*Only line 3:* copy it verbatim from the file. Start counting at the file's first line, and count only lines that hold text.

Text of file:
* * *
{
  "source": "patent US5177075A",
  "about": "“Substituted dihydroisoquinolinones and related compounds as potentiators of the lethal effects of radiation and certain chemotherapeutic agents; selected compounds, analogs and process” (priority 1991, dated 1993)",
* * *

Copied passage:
  "about": "“Substituted dihydroisoquinolinones and related compounds as potentiators of the lethal effects of radiation and certain chemotherapeutic agents; selected compounds, analogs and process” (priority 1991, dated 1993)",